Muscle Relaxants For Back Pain Are Soaring: Are They Safe?

Skeletal muscle relaxants are approved for short-term treatment of muscle spasms and back pain. Examples of muscle relaxants include baclofen (Lioresal), carisoprodol (Soma), cyclobenzaprine (Fexmid) and tizanidine (Zanaflex).

New Delhi: A new research shows that doctors are doling out muscle relaxant prescriptions to treat the pain — often along with an opioid painkiller.

Health experts worry that muscle relaxants may not help much and could cause troubling side effects, especially in older patients.

The study found the rate of long-term prescriptions for muscle relaxants to treat back and other muscle pain tripled between 2005 and 2016.

Also concerning, nearly 70% of those prescribed muscle relaxants were given a prescription for an opioid pain-relieving medication like oxycodone (OxyContin) at the same time. Taking these medications together increases the potential risk of ill effects, the researchers said.

“We tried to develop a picture of the national [use] of skeletal muscle relaxants under the hypothesis that maybe physicians — concerned about the use of opioids — might be prescribing skeletal muscle relaxants more often,” said study lead author Charles Leonard. He’s an assistant professor of epidemiology at the University of Pennsylvania Perelman School of Medicine.

“We saw about a threefold increase in patients on continued therapy with skeletal muscle relaxants. People get put on these drugs and they stay on these drugs,” Leonard said. But the problem is they haven’t been studied for long-term use.

Skeletal muscle relaxants are approved for short-term treatment of muscle spasms and back pain. Examples of muscle relaxants include baclofen (Lioresal), carisoprodol (Soma), cyclobenzaprine (Fexmid) and tizanidine (Zanaflex).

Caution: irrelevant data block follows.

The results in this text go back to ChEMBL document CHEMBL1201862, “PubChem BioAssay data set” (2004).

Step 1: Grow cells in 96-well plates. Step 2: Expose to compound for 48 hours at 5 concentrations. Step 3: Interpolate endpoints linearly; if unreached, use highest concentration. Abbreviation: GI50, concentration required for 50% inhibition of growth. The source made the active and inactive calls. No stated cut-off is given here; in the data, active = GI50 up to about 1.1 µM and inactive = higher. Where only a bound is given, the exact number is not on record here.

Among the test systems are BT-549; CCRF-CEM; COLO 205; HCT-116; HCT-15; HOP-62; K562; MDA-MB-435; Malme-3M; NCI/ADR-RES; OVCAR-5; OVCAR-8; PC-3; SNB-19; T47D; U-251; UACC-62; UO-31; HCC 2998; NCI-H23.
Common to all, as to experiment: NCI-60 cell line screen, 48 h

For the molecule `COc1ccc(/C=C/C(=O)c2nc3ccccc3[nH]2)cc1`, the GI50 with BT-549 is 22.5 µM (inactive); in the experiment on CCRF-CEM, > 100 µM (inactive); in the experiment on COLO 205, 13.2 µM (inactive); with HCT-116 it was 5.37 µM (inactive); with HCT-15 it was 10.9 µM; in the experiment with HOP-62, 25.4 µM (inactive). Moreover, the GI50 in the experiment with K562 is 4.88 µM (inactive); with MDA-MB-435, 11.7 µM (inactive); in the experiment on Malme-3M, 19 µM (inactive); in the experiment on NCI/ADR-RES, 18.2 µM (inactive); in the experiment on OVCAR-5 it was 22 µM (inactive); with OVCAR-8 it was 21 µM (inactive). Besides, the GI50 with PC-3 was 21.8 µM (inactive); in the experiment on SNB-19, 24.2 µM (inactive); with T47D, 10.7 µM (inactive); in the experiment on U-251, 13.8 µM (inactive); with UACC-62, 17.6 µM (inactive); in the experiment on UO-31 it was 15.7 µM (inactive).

Recommendations generally limit use of these drugs to a maximum of three weeks, since they have not been shown to work for muscle spasms beyond that time.

Leonard said these medications can be very sedating. Serious side effects associated with their use include dizziness, falls, fractures, car accidents, dependence and overdose.

Muscle relaxants pose a significant risk to people over 65, and the American Geriatrics Society advises against their use in this age group.

Despite this recommendation, nearly a quarter of office visits for muscle relaxants in 2016 were for seniors, the study noted. This group makes up less than 15% of the general population.

“Older adults seem to disproportionately get these drugs,” Leonard said, adding that seniors are often taking other medications as well, which can boost the odds of an adverse reaction.

In particular, the U.S. Food and Drug Administration cautions against using muscle relaxants and opioids together, noting the combination can cause difficulty breathing and death, according to background notes.

The study was based on national prescribing data from 2005 to 2016. The researchers looked at the total number of visits a year, what medications were prescribed and if the prescription was new or ongoing.

The most common reason people were taking muscle relaxants was to treat back problems.

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